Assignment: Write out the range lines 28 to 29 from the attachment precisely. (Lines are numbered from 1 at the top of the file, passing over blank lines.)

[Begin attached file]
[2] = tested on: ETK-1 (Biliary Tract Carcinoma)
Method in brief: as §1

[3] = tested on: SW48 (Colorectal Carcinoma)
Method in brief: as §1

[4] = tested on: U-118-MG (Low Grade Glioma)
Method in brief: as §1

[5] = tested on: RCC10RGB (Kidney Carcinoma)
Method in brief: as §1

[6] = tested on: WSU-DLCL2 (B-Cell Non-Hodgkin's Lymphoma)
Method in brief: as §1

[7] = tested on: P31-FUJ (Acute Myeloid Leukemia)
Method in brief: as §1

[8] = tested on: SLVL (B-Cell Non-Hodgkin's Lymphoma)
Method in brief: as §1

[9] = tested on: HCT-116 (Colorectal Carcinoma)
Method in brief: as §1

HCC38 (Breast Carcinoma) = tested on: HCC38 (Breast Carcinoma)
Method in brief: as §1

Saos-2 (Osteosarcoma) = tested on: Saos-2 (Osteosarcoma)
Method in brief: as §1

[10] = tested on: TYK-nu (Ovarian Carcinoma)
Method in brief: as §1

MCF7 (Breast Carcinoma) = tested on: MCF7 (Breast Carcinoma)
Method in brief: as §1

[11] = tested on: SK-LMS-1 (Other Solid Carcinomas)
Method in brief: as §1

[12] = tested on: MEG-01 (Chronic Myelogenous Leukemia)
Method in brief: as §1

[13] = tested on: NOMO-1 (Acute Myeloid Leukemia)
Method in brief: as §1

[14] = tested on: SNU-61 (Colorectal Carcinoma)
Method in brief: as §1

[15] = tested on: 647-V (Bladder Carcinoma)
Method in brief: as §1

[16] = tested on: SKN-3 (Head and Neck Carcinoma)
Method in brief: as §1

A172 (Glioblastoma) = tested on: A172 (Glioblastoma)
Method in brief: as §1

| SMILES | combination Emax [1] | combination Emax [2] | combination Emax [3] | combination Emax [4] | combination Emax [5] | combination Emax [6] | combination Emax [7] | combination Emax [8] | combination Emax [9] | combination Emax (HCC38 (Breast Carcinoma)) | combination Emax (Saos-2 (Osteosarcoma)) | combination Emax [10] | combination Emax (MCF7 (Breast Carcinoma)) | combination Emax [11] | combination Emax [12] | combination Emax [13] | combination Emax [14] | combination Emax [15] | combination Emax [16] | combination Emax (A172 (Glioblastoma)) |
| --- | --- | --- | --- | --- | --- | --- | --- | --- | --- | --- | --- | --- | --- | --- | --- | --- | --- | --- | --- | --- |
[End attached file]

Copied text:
Method in brief: as §1

[13] = tested on: NOMO-1 (Acute Myeloid Leukemia)